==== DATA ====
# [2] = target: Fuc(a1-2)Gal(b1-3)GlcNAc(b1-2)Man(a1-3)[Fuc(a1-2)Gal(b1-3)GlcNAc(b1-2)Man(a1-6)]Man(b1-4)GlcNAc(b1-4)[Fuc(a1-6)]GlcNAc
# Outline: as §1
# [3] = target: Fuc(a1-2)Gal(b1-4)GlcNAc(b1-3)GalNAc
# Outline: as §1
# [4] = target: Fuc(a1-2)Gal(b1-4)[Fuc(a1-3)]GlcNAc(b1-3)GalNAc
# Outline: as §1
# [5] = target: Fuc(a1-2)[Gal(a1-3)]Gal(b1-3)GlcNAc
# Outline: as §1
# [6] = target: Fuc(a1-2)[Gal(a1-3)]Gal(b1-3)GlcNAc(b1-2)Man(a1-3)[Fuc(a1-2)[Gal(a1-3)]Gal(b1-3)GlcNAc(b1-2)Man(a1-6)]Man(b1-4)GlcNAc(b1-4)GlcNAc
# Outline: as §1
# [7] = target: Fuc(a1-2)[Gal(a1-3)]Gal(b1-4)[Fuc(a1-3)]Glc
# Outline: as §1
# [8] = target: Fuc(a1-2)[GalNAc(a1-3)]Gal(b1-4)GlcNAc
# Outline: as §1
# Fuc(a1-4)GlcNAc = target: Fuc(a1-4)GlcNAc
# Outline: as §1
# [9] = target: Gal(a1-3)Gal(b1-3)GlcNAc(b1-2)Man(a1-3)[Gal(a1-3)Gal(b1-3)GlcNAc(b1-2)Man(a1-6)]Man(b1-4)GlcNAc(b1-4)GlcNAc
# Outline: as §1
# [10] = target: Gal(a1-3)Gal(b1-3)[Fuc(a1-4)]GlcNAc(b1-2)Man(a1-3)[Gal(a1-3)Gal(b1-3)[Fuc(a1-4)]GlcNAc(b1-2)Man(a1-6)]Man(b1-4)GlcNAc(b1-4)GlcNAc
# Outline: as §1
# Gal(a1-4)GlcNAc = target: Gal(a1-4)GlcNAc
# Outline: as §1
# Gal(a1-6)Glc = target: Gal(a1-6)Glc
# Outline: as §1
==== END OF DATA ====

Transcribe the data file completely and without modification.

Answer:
# [2] = target: Fuc(a1-2)Gal(b1-3)GlcNAc(b1-2)Man(a1-3)[Fuc(a1-2)Gal(b1-3)GlcNAc(b1-2)Man(a1-6)]Man(b1-4)GlcNAc(b1-4)[Fuc(a1-6)]GlcNAc
# Outline: as §1
# [3] = target: Fuc(a1-2)Gal(b1-4)GlcNAc(b1-3)GalNAc
# Outline: as §1
# [4] = target: Fuc(a1-2)Gal(b1-4)[Fuc(a1-3)]GlcNAc(b1-3)GalNAc
# Outline: as §1
# [5] = target: Fuc(a1-2)[Gal(a1-3)]Gal(b1-3)GlcNAc
# Outline: as §1
# [6] = target: Fuc(a1-2)[Gal(a1-3)]Gal(b1-3)GlcNAc(b1-2)Man(a1-3)[Fuc(a1-2)[Gal(a1-3)]Gal(b1-3)GlcNAc(b1-2)Man(a1-6)]Man(b1-4)GlcNAc(b1-4)GlcNAc
# Outline: as §1
# [7] = target: Fuc(a1-2)[Gal(a1-3)]Gal(b1-4)[Fuc(a1-3)]Glc
# Outline: as §1
# [8] = target: Fuc(a1-2)[GalNAc(a1-3)]Gal(b1-4)GlcNAc
# Outline: as §1
# Fuc(a1-4)GlcNAc = target: Fuc(a1-4)GlcNAc
# Outline: as §1
# [9] = target: Gal(a1-3)Gal(b1-3)GlcNAc(b1-2)Man(a1-3)[Gal(a1-3)Gal(b1-3)GlcNAc(b1-2)Man(a1-6)]Man(b1-4)GlcNAc(b1-4)GlcNAc
# Outline: as §1
# [10] = target: Gal(a1-3)Gal(b1-3)[Fuc(a1-4)]GlcNAc(b1-2)Man(a1-3)[Gal(a1-3)Gal(b1-3)[Fuc(a1-4)]GlcNAc(b1-2)Man(a1-6)]Man(b1-4)GlcNAc(b1-4)GlcNAc
# Outline: as §1
# Gal(a1-4)GlcNAc = target: Gal(a1-4)GlcNAc
# Outline: as §1
# Gal(a1-6)Glc = target: Gal(a1-6)Glc
# Outline: as §1